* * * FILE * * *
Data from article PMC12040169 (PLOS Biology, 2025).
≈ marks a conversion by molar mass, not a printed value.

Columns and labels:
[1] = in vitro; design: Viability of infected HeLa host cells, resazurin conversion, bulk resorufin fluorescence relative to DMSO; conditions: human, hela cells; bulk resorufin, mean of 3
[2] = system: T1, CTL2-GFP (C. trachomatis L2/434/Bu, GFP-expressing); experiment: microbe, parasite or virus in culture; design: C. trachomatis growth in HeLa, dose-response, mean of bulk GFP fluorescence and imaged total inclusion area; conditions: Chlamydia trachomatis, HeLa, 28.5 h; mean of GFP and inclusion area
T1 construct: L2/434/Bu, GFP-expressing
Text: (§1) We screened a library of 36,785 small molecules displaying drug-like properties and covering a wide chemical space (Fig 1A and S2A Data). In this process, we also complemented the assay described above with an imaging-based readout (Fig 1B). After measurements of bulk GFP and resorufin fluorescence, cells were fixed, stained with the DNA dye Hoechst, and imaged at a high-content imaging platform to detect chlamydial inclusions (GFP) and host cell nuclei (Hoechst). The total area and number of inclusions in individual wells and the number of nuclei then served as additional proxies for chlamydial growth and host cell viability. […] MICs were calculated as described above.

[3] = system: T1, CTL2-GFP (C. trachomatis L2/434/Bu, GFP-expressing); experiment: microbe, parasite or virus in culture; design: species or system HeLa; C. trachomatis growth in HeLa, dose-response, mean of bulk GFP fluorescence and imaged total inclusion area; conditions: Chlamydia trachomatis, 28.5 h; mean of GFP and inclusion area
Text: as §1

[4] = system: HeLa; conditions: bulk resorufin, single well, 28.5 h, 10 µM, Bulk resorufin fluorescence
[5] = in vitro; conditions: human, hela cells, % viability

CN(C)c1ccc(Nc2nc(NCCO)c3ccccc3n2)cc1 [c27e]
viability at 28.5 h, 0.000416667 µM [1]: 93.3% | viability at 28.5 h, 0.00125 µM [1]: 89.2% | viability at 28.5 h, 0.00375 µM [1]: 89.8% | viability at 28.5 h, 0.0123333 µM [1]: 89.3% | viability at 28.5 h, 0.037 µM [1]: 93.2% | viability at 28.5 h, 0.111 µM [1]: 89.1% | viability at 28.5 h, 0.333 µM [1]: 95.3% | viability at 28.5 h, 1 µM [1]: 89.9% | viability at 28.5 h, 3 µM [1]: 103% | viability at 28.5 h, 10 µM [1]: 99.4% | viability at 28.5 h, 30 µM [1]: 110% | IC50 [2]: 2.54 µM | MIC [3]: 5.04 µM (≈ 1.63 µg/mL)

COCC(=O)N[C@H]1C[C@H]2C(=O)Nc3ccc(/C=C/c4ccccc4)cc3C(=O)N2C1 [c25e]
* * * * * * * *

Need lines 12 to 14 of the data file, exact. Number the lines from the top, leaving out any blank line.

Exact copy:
CN(C)c1ccc(Nc2nc(NCCO)c3ccccc3n2)cc1 [c27e]
viability at 28.5 h, 0.000416667 µM [1]: 93.3% | viability at 28.5 h, 0.00125 µM [1]: 89.2% | viability at 28.5 h, 0.00375 µM [1]: 89.8% | viability at 28.5 h, 0.0123333 µM [1]: 89.3% | viability at 28.5 h, 0.037 µM [1]: 93.2% | viability at 28.5 h, 0.111 µM [1]: 89.1% | viability at 28.5 h, 0.333 µM [1]: 95.3% | viability at 28.5 h, 1 µM [1]: 89.9% | viability at 28.5 h, 3 µM [1]: 103% | viability at 28.5 h, 10 µM [1]: 99.4% | viability at 28.5 h, 30 µM [1]: 110% | IC50 [2]: 2.54 µM | MIC [3]: 5.04 µM (≈ 1.63 µg/mL)

COCC(=O)N[C@H]1C[C@H]2C(=O)Nc3ccc(/C=C/c4ccccc4)cc3C(=O)N2C1 [c25e]